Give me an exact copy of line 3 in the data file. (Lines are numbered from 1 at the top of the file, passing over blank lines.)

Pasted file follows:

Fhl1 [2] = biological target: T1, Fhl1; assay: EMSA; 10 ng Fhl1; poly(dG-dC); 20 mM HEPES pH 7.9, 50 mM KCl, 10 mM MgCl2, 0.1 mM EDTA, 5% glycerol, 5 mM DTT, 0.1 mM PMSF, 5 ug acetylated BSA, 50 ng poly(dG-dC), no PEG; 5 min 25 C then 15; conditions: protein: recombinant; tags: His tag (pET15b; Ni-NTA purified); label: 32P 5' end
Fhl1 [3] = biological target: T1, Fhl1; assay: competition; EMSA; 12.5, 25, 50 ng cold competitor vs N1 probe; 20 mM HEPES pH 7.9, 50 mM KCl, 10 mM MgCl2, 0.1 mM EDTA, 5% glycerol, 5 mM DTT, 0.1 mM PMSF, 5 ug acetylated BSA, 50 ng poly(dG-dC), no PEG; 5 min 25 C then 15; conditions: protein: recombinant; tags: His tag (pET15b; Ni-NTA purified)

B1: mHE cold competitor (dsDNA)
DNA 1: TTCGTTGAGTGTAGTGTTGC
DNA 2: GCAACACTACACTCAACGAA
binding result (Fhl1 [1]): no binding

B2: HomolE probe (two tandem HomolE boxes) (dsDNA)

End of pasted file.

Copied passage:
B1: mHE cold competitor (dsDNA)